where Ep and Epm are the annual and monthly potential evaporation (mm), respectively.
Aridity index (ϕ) / $\phi \text{=}\frac{{{\text{E}}_{\text{p}}}}{\text{P}}$.
Seasonal correlation between water supply and demand (CORR) / CORR is the correlation coefficient between monthly precipitation and annual potential evaporation (Petersen et al., 2012).
Average annual temperature (TA) K $\text{TA}=\sum\limits_{\text{i}=1}^{12}{\left( {{\text{T}}_{i}}+274.15 \right)}/12$,
where Ti is the monthly mean air temperature of the ith month (°C).
Table 2 Climate-related characteristics selected to estimate the runoff characteristics
Fig. 2 (a), flow duration curves (FDCs) of daily runoff in the WRB with three distinct ranges of mean annual runoff (MAR); (b), spatial distribution of hydrological stations with different ranges of MAR. Red, green, and blue sites are 6, 45, and 11 of the 62 stations, respectively, where MAR varied from 3.43 to 13.33 mm, from 20.92 to 109.30 mm, and from 229.03 to 507.25 mm, respectively.
Fig. 3 Spatial distributions of runoff trends under high-frequency runoff events (Q95; a), intermediate-frequency runoff events (Q50; b), and rare-frequency runoff events (Q5; c)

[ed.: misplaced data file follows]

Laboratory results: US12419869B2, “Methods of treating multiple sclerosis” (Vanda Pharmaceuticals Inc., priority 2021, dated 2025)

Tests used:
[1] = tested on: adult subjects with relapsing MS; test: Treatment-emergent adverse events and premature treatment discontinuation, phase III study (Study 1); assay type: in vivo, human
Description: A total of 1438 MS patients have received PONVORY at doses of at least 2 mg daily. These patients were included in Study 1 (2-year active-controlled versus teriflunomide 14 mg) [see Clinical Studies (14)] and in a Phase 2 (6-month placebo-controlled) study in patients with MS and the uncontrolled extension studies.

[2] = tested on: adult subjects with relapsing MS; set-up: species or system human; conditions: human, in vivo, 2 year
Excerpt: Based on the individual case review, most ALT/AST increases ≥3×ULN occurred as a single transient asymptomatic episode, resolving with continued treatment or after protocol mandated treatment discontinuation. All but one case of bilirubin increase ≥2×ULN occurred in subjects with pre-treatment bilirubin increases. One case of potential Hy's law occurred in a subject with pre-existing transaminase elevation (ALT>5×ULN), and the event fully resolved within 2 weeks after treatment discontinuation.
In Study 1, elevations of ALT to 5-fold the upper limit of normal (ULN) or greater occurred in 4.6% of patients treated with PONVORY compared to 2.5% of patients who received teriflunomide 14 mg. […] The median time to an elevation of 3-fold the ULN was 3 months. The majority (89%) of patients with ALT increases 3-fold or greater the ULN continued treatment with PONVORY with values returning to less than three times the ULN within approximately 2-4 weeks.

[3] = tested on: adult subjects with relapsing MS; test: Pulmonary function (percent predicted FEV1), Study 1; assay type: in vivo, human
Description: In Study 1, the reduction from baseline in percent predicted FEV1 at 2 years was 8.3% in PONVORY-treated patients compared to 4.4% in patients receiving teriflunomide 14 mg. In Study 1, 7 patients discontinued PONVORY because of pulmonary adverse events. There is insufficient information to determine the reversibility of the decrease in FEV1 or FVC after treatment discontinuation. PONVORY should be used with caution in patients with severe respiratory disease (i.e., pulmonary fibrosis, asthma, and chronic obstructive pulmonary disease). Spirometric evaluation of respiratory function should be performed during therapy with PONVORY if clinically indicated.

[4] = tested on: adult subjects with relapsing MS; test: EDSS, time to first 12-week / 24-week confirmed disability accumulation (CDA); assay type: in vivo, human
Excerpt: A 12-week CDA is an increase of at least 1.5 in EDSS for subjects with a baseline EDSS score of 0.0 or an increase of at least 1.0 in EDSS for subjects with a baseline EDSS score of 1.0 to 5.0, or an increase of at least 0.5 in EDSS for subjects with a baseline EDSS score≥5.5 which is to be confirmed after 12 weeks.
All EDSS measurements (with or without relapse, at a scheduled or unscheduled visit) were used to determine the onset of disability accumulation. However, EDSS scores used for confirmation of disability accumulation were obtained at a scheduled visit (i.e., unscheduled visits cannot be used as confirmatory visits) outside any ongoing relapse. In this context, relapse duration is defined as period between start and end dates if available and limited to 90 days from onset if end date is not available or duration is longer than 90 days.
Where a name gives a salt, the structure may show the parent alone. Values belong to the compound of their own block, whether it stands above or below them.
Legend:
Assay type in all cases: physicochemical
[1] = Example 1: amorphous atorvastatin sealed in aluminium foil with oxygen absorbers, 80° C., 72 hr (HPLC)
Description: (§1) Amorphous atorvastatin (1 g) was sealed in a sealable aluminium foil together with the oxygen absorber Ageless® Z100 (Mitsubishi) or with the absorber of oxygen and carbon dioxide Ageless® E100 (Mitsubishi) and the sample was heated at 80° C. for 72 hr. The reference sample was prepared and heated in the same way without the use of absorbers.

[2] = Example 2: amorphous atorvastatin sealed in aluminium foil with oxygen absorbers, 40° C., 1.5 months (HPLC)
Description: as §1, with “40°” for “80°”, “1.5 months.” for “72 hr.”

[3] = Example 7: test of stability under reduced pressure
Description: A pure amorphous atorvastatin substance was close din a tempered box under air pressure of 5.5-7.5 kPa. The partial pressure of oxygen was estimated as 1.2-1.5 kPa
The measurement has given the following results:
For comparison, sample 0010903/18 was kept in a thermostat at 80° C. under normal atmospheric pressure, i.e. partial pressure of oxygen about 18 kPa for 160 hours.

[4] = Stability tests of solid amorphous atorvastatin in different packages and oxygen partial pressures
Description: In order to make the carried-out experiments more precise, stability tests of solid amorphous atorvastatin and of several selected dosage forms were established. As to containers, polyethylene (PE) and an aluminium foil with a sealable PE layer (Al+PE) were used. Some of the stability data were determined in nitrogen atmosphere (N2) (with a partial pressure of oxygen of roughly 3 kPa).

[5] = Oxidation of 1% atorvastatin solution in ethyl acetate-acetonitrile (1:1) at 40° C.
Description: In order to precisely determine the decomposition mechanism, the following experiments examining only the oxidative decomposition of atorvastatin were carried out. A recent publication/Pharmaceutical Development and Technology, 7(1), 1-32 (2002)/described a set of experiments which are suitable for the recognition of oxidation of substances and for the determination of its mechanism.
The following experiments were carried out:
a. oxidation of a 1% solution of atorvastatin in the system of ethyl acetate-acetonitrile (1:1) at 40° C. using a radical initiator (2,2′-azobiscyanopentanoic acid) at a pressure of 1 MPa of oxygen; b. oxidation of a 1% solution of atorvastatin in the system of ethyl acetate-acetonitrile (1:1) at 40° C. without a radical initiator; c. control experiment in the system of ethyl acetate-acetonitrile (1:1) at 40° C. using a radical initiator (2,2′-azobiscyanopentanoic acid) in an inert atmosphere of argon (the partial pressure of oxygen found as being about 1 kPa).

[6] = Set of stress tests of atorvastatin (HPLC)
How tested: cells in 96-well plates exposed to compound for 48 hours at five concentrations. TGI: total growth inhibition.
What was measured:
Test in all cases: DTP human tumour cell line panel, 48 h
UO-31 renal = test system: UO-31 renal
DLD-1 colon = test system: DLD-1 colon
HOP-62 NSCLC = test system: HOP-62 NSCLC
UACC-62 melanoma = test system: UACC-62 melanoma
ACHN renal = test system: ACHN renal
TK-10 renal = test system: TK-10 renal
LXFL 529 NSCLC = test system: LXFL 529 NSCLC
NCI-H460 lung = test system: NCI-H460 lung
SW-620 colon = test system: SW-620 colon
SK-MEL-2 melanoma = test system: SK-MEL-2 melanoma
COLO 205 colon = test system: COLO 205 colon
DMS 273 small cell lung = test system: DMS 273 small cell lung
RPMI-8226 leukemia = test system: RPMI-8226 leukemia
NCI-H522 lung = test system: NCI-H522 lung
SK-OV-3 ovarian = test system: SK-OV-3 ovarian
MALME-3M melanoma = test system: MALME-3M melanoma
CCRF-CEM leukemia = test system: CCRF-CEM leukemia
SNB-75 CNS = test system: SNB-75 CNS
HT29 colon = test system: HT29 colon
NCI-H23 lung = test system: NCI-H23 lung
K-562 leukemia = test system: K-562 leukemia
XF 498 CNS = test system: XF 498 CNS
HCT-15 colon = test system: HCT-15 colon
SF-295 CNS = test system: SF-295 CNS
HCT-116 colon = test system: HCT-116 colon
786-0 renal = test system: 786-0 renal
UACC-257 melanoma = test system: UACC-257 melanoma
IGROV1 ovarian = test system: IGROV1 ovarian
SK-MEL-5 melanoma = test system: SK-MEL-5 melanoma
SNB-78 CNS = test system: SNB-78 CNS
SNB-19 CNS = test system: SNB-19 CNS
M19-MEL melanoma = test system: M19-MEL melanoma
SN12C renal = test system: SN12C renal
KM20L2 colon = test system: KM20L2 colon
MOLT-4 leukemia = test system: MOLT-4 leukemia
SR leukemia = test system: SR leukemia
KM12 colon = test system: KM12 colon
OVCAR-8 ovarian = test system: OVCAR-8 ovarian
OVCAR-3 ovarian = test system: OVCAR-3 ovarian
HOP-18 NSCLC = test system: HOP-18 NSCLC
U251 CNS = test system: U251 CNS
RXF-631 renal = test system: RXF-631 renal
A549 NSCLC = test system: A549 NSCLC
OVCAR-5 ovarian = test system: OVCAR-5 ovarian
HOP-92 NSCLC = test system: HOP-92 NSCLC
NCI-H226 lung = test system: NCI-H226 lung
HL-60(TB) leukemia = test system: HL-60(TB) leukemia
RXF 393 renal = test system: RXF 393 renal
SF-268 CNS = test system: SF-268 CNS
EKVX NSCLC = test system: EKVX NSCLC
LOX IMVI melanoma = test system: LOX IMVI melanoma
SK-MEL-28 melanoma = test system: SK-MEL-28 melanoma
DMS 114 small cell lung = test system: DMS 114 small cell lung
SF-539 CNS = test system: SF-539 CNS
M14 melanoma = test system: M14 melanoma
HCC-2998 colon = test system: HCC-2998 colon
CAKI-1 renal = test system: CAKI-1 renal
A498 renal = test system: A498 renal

Station Hydrological element Jan (mm) Feb (mm) Mar (mm) Apr (mm) May (mm) Jun (mm) Jul (mm) Aug (mm) Sep (mm) Oct (mm) Nov (mm) Dec (mm) Proportion in flood season (%)
Linjiacun Precipitation 6.75 12.36 28.45 42.01 67.83 79.81 125.67 117.11 129.45 51.22 19.95 3.34 66.09
Runoff 1.14 0.82 1.18 1.68 2.26 2.11 5.86 4.14 4.47 3.48 1.70 1.34 54.94
Xianyang Precipitation 6.38 9.91 23.41 36.78 60.26 54.16 103.21 100.87 105.06 47.98 20.56 3.67 63.49
Runoff 2.03 1.77 2.07 3.21 3.97 4.05 8.22 7.25 11.29 7.64 4.26 2.69 52.71
Huaxian Precipitation 4.36 8.85 17.37 36.79 59.82 50.17 90.58 79.21 98.98 43.32 26.11 4.48 61.33
Runoff 1.86 1.53 1.84 2.95 3.54 2.78 6.36 6.04 8.95 6.01 3.62 2.26 50.54
Zhangjiashan Precipitation 6.48 9.48 23.07 34.05 47.83 56.15 88.88 75.76 95.82 38.58 18.12 3.34 63.63
Runoff 0.97 1.11 1.60 1.28 1.18 1.21 4.05 3.83 3.33 2.29 1.68 1.23 52.27
Zhuangtou Precipitation 4.20 8.80 13.24 29.63 50.93 54.05 87.05 77.34 82.67 42.42 20.36 2.19 63.68
Runoff 0.82 0.99 1.68 1.39 1.16 1.06 3.19 2.99 3.12 2.18 1.51 1.16 48.75
Total Precipitation 5.64 9.88 21.11 35.85 57.34 58.87 99.08 90.06 102.40 44.70 21.02 3.40 63.79
Runoff 0.99 0.94 1.29 1.53 1.69 1.52 3.85 3.50 4.41 3.03 1.87 1.26 51.31
Table 3 Distribution of monthly precipitation and runoff in the Weihe River basin (WRB)
Fig. 4 Spatial distributions of annual runoff trends in different subintervals
Index P Psi α Ep Ep si ϕ CORR TA
Q1 0.72+lin 0.22+pow 0.64+pow 0.20-pow 0.06-pow 0.69-pow 0.46+exp 0.29-pow
Q5 0.72+pow 0.16+pow 0.70+lin 0.17-pow 0.14-log 0.64-pow 0.34+log 0.17-exp
Q10 0.78+pow 0.14+pow 0.63+pow 0.16-exp / 0.69-pow 0.34+log 0.22-exp